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NADH-dependent lactate dehydrogenase from Alcaligenes eutrophus H16 reduces 2-oxoadipate to 2-hydroxyadipate

Zhang, Yan, Ashok, Somasundar, Seol, Eunhee, Ainala, Satish Kumar, Lee, Sun-Gu, Madan, Bharat, Xu, Jian-He, Park, Sunghoon
Biotechnology and bioprocess engineering 2014 v.19 no.6 pp. 1048-1057
Escherichia coli, NAD (coenzyme), NADP (coenzyme), Ralstonia eutropha, adipic acid, bioprocess engineering, biotechnology, catalysts, genes, lactate dehydrogenase, lysine, magnesium, mercury, metal ions, molecular weight, nickel, pH, silver, substrate specificity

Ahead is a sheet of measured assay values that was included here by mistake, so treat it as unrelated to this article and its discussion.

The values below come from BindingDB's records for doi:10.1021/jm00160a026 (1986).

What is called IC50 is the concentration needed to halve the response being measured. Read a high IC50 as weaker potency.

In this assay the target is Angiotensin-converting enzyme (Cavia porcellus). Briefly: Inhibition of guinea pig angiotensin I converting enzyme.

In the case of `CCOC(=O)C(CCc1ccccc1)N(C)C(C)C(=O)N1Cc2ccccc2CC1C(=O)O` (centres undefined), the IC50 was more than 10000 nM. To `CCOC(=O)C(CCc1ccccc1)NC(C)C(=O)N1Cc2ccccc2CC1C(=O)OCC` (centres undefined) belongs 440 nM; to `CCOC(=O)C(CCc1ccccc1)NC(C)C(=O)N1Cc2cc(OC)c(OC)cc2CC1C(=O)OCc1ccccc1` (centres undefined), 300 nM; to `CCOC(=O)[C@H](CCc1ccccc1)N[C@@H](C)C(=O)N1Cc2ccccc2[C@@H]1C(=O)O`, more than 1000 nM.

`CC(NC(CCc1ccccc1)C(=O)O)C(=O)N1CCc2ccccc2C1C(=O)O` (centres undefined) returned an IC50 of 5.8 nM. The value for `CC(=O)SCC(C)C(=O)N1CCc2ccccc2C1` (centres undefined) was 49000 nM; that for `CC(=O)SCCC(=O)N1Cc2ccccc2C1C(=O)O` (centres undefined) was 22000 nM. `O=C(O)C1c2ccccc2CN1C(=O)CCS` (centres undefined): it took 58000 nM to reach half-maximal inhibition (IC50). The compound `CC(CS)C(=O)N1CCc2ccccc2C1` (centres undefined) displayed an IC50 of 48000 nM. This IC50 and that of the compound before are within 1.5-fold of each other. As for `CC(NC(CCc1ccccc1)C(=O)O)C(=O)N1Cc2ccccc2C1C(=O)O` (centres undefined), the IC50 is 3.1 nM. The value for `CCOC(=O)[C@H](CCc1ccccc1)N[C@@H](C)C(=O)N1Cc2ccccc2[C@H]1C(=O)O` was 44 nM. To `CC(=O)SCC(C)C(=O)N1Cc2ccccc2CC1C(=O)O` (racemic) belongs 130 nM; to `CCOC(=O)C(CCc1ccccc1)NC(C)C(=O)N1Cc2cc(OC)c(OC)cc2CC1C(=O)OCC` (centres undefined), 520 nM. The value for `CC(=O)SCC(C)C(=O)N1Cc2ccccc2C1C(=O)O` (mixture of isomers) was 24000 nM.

Adipic acid is an important monomer for the production of nylon-6,6 polyamide. One novel biological route for the synthesis of adipic acid, which combines the lysine synthetic pathway and glutaconic acid production pathway, has been suggested, but this route has suffered from the lack of an efficient 2-oxoadipate reductase connecting the two pathways or converting 2-oxoadipate to 2-hydroxyadipate. In this study, we report that the lactate dehydrogenase of Alcaligenes eutrophus H16 is a promising catalyst for this reaction. The lactate dehydrogenase gene (Ae-ldhO) was cloned, expressed in Escherichia coli, purified, and characterized. The recombinant enzyme, having a molecular weight of 36.7 kDa, exhibited broad substrate specificity for various 2-oxoacids. NADH was the preferred coenzyme over NADPH for all 2-oxoacids tested. The maximum specific activity of Ae-LdhO on 2-oxoadipate was 454.5 ± 20.1 U/mg protein at pH 7.0 and 30℃. The Kₘvalues for 2-oxoadipic acid and NADH were 0.32 ± 0.02 and 0.09 ± 0.002 mM, respectively. The activity of Ae-LdhO was enhanced in the presence of some metal ions, such as Mg²⁺, Co²⁺or Ni²⁺, whereas it was completely inhibited by Hg²⁺, Ag⁺, Cu²⁺and DTT.